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10 Guys Who Have Rocked a Toupee

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Phil Spector shocked the world last week - not when he was found guilty of murder, but when he appeared in his prison photo without his wig. I'm linking to it instead of embedding it because I don't think you should be subjected to it unwillingly. Although Spector might be the creepiest, he's definitely not the only man in entertainment to wear a toupee or a hairpiece. Here are 10 others...

1. Ted Danson

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has been wearing a toupee for years and even poked fun of it in an episode of Cheers when it surfaced that Sam Malone had a little help with his lush head of hair. Danson reportedly only wears the wig for movies and T.V. shows and doesn't mind showing his thinning hair otherwise.

2. Frank Sinatra

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wore toupees for years, according to the man who worked on his hair for movies like The Manchurian Candidate. "He used to have some exceptionally good hairpieces," Jerry Roman said. "But later on he got very sloppy. In his last five years he went into a synthetic piece which really did not look very natural."

3. John Wayne

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wore a toupee since about 1948 on. But he never denied it, and in fact made a joke about it when a reported once asked him about his "phony" toupee. "It's not phony," he responded. "It's real hair. Of course, it's not mine, but it's real."

4. Humphrey Bogart

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wore a toupee but was never seen without it in public. His lover was a wig-maker who worked with Hollywood icons Ray Milland and Gary Cooper before she caught Bogie's eye.

5. Burt Reynolds

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may have been in the closet about his toupee for years, but when he filed for bankruptcy, his unsettled accounts included $121,796.62 owed to Edward Katz Hair Design. When the court documents were made public, the Katz was out of the bag, so to speak.

6. Howard Cosell

According to his Washington Post obituary, wore a toupee for all of his public appearances, which was revealed when Muhammad Ali lifted it off of his head while they were live on the air in the 1960's.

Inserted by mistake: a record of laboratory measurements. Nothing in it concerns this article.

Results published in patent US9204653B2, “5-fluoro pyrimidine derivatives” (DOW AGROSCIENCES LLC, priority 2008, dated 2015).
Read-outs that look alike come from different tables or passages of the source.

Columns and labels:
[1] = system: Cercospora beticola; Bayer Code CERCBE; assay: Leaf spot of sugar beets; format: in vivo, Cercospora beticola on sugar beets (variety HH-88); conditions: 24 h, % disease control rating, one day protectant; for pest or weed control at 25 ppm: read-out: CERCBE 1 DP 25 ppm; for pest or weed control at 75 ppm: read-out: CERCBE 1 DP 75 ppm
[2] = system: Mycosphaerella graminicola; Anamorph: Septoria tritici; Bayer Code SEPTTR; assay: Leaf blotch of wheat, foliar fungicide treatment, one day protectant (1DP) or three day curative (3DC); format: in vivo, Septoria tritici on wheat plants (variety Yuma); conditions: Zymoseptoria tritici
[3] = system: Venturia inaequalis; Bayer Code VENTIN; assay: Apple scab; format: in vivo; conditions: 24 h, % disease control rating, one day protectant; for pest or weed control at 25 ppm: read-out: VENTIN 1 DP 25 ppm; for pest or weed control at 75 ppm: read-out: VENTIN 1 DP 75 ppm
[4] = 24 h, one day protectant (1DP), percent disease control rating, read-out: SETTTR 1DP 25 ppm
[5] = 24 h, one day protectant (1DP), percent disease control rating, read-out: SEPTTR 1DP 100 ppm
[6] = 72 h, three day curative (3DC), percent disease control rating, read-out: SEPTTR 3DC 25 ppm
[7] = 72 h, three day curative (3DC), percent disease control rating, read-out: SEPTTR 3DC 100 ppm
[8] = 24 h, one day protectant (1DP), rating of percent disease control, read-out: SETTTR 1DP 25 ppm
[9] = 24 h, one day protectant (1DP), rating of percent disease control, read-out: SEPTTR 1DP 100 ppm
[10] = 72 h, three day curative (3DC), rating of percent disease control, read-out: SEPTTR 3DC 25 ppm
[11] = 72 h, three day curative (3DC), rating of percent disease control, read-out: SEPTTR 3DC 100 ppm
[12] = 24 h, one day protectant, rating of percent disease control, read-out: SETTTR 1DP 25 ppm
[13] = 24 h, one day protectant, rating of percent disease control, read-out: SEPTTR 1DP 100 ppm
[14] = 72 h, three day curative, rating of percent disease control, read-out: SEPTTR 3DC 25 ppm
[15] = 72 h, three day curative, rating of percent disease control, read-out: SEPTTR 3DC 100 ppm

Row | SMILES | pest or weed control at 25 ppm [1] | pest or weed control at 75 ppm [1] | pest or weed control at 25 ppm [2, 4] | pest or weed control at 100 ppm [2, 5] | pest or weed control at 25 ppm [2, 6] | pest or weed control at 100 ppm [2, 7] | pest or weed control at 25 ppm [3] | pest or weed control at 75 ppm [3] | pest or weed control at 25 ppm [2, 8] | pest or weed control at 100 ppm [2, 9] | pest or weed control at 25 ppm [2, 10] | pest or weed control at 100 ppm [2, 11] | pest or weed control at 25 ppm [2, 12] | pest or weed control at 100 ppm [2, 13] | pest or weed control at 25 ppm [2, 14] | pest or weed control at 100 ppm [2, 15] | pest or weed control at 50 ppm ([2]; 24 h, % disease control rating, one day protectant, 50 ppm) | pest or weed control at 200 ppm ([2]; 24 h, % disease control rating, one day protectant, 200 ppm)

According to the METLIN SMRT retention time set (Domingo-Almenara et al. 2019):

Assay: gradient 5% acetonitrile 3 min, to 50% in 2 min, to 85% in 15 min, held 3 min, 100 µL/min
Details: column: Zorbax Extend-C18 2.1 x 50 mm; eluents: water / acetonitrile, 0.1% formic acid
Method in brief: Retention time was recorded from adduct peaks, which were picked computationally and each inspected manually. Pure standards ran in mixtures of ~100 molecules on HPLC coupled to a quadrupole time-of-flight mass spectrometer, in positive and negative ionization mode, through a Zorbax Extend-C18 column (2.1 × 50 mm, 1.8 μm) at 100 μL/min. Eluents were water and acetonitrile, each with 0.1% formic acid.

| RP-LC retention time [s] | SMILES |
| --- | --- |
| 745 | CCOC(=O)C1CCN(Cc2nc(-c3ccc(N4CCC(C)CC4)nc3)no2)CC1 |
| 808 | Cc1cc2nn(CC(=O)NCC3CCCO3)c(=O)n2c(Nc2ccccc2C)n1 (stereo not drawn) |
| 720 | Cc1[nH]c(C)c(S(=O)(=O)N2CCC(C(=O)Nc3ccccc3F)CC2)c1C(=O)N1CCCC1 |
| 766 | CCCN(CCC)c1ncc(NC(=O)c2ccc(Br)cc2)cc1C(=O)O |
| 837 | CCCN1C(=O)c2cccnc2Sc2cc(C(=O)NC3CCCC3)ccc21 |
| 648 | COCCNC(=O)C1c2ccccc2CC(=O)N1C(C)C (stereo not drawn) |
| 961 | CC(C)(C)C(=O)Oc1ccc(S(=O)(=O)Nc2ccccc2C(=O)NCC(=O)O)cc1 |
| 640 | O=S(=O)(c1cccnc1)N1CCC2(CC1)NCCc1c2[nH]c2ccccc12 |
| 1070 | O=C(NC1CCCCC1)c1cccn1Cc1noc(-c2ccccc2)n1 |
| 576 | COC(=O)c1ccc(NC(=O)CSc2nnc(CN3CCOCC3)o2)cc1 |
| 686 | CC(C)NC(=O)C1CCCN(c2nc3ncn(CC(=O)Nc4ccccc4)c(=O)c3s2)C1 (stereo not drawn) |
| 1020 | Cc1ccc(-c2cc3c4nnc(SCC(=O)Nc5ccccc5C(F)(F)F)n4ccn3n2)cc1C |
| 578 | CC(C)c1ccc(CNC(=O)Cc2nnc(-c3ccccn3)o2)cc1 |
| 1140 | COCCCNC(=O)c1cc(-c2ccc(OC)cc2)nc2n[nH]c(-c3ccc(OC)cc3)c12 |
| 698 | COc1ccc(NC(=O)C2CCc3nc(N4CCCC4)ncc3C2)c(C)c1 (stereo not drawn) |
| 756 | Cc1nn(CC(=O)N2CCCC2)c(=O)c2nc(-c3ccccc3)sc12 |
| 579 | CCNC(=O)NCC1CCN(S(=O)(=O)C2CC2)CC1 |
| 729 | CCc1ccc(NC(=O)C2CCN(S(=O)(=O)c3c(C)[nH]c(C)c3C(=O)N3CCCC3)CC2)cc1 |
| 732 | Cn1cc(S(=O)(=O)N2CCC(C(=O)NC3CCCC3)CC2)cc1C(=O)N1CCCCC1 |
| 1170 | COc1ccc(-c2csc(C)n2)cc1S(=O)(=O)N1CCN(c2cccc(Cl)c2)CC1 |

7. Sean Connery

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is obviously a dashing bald man these days, but he's actually been that way since the 007 days. 

8. Bing Crosby

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wore a hairpiece for all of his movies, but in his later years, he hated wearing the toupee so much he started specifically picking out roles that had him wearing hats or nightcaps. His baldness became well-known when he decided to go toupee-less during the USO tours of WWII.

9. Jimmy Stewart

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started wearing a toupee in the early 1950's, but made it less obvious by making it a gray one. It wasn't uncommon for him to go without in public, though.

10. Ben Affleck

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may or may not wear a toupee. A rumor began circulating a few years ago that Affleck and Vince Vaughn were wrestling around at a party, you know, like boys sometimes do, and Affleck's toupee supposedly wasn't secured and flipped back in front of several Hollywood notables. He swore them all to secrecy, but it leaked anyway. He has since denied it. What do you think?

Of course, these are just the tip of the iceberg. Other suspects include Marv Albert, Errol Flynn, Donald Trump (although most people who have seen him close up think it's probably just a spectacular combover), Hank Williams, Jeremy Piven, Nicolas Cage, John Travolta, William Shatner and Mel Gibson. Are there more that belong on the list? Let us know in the comments.

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iStock // Ekaterina Minaeva
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Man Buys Two Metric Tons of LEGO Bricks; Sorts Them Via Machine Learning
May 21, 2017
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iStock // Ekaterina Minaeva

Jacques Mattheij made a small, but awesome, mistake. He went on eBay one evening and bid on a bunch of bulk LEGO brick auctions, then went to sleep. Upon waking, he discovered that he was the high bidder on many, and was now the proud owner of two tons of LEGO bricks. (This is about 4400 pounds.) He wrote, "[L]esson 1: if you win almost all bids you are bidding too high."

Mattheij had noticed that bulk, unsorted bricks sell for something like €10/kilogram, whereas sets are roughly €40/kg and rare parts go for up to €100/kg. Much of the value of the bricks is in their sorting. If he could reduce the entropy of these bins of unsorted bricks, he could make a tidy profit. While many people do this work by hand, the problem is enormous—just the kind of challenge for a computer. Mattheij writes: